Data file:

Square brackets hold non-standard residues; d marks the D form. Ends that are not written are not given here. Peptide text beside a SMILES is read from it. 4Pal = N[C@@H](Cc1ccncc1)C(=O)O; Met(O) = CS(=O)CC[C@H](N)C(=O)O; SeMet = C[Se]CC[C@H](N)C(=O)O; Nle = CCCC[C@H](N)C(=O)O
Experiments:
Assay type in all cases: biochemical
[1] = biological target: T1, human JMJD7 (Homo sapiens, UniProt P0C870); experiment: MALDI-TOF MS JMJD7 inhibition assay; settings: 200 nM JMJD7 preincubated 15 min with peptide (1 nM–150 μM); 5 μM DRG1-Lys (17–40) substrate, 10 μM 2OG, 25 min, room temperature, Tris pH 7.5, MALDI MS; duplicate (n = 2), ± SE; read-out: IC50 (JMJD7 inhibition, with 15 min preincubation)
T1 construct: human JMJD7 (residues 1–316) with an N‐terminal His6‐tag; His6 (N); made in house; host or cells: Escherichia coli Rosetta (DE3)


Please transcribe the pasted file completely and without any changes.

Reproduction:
Square brackets hold non-standard residues; d marks the D form. Ends that are not written are not given here. Peptide text beside a SMILES is read from it. 4Pal = N[C@@H](Cc1ccncc1)C(=O)O; Met(O) = CS(=O)CC[C@H](N)C(=O)O; SeMet = C[Se]CC[C@H](N)C(=O)O; Nle = CCCC[C@H](N)C(=O)O
Experiments:
Assay type in all cases: biochemical
[1] = biological target: T1, human JMJD7 (Homo sapiens, UniProt P0C870); experiment: MALDI-TOF MS JMJD7 inhibition assay; settings: 200 nM JMJD7 preincubated 15 min with peptide (1 nM–150 μM); 5 μM DRG1-Lys (17–40) substrate, 10 μM 2OG, 25 min, room temperature, Tris pH 7.5, MALDI MS; duplicate (n = 2), ± SE; read-out: IC50 (JMJD7 inhibition, with 15 min preincubation)
T1 construct: human JMJD7 (residues 1–316) with an N‐terminal His6‐tag; His6 (N); made in house; host or cells: Escherichia coli Rosetta (DE3)